Fresh milk was added to the concentration of 5% in a 10% (w/w) reconstituted skim milk medium which had been pasteurized at 115° C. for 15 minutes, followed by incubation at 40°-45° C. until coagulation. After coagulation was repeated twice to three times in the similar manner, an inoculating loopful of the resultant culture was collected, smeared on the agar medium [1.0% (w/w) soytone, 0.5% (w/w) yeast extract, 1.0% (w/w) lactose, 1.0% (w/w) sodium succinate, 0.2% (w/w) potassium dihydrogenphosphate, 0.2% (w/w) dipotassium hydrogenphosphate, 1.5% (w/w) agar powder; pH 6.8; hereinafter abbreviated as "SYL agar medium"] proposed by Irie et al. in Journal of Japanese Society of Agricultural Chemistry, 45, 423 (1971), and then cultured at 40° C. for 2-3 days. From numerous colonies so formed, strains were isolated. Using as test bacteria Lactobacillus helveticus subsp. jugurty which is used as a starter for fermented milk, the thus-isolated strains were tested by cup method in which SYL agar medium was used. The strains which exhibited antibacterial activities were selected. With respect to each of the cell strains so selected, the antibacterial activities were tested by a broth dilution method in which the culture medium [1.0% (w/w) soytone, 0.5% (w/w) yeast extract, 1.0% (w/w) lactose, 1.0% (w/w) sodium succinate, 0.2% (w/w) potassium dihydrogenphosphate, 0.2% (w/w) dipotassium hydrogenphosphate; pH 6.8; hereinafter abbreviated as "SYL medium"] proposed by Irie et al. in "Journal of Japanese Society of Agricultural Chemistry", 45 423 (1971)]. One of the strains, on which antibacterial activities were observed, was selected and stored.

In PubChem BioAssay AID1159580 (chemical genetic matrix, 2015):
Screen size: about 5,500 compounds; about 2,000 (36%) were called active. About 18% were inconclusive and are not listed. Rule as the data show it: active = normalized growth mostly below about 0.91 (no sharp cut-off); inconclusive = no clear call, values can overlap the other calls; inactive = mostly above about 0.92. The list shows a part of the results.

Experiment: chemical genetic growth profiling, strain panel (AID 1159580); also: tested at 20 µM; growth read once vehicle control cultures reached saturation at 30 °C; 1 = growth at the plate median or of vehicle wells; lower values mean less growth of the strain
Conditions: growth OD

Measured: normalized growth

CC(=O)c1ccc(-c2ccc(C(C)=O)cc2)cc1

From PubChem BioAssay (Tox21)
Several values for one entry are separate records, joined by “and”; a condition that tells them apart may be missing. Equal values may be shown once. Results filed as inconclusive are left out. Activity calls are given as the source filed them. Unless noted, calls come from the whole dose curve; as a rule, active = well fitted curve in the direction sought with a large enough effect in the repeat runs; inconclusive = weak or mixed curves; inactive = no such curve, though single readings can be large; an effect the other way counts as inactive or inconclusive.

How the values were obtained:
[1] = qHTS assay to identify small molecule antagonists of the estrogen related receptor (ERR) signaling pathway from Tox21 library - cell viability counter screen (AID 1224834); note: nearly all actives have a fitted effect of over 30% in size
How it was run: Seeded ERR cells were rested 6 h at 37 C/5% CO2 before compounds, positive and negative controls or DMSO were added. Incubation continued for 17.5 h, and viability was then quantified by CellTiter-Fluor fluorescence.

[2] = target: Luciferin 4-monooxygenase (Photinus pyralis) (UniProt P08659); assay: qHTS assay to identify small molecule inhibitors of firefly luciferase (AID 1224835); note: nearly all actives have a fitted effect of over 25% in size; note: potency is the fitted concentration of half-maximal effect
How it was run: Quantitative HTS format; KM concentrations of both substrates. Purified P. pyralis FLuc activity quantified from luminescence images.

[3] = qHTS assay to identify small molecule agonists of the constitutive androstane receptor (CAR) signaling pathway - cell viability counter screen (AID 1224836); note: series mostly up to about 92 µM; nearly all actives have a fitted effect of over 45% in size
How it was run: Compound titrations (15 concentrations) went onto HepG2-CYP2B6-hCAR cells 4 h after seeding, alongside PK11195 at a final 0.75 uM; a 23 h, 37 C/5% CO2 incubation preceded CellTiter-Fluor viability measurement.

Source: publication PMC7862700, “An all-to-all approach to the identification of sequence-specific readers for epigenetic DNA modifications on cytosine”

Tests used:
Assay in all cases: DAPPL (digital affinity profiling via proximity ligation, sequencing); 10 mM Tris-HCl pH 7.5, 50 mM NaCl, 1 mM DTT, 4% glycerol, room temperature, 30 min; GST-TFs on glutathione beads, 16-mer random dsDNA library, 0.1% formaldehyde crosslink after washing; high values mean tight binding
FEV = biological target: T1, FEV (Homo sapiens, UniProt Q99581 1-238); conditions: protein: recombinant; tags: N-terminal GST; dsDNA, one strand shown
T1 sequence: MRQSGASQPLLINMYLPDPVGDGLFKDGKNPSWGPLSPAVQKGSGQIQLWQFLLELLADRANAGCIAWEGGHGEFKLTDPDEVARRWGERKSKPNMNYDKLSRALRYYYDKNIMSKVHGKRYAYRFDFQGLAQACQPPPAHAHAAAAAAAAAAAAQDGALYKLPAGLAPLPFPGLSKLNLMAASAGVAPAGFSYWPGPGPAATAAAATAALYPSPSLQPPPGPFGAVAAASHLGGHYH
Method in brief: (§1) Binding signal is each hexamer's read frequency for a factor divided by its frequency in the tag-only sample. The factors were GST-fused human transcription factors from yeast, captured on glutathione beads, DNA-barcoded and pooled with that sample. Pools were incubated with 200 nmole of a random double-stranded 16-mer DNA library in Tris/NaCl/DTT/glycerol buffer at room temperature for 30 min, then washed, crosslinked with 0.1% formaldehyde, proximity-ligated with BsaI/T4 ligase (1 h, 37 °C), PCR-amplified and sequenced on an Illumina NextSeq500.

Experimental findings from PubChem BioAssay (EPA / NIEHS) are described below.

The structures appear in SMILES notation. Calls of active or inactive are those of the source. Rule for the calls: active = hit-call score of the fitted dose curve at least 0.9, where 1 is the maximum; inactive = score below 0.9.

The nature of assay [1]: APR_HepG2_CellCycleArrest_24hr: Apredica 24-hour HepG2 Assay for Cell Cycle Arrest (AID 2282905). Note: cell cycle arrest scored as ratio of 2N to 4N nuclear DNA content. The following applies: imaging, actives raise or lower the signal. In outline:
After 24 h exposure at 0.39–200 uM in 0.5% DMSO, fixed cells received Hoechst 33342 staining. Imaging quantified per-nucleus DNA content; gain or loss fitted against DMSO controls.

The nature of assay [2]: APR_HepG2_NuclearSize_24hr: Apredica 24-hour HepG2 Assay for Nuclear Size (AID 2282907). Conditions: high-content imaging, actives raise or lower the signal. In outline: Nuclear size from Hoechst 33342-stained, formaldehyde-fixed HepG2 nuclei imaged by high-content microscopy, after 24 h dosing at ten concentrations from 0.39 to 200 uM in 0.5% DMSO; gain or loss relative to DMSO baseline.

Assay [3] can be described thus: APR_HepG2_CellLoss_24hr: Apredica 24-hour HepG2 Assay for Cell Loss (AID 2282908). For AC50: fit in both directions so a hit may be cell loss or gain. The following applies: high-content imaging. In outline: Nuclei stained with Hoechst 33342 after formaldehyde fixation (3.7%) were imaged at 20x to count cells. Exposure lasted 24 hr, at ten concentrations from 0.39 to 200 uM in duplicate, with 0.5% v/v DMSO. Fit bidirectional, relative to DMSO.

With respect to the bacteria so selected, its mycological characteristics were tested. It was found to have the following characteristics:
The following morphology is exhibited in SYL medium:
(1) Cell shape and size:
Micrococci or diplococci. The cell size ranges from 0.8 μm to 1.0 μm.
(2) Gram staining: Positive.
(b) The following physiological properties are shown:
______________________________________(1) Coagulation of skim milk +(2) Production of ammonia -(3) Production of catalase -(4) Growth range:(i) Temperature 10° C. growth - 45° C. growth +(ii) Salt resistance 2% salt resistance + 6.5% salt resistance -(iii) pH pH 9.6 resistance -(iv) 0.1% methylene blue resistance -(5) VP test -(6) Carbohydrate fermentation ability:(i) Arabinose -(ii) Xylose -(iii) Glucose +(iv) Mannose +(v) Fructose +(vi) Galactose +(vii) Maltose -(viii) Sucrose +(ix) Lactose +(x) Trehalose -(xi) Sorbitol -(xii) Mannitol -(xiii) Glycerol -(xiv) Starch -(xv) Raffinose -(xvi) Salicin -(xvii) Cellobiose -(xviii) Dextrin -(xix) Inulin -(7) Production of antibacterial + substance______________________________________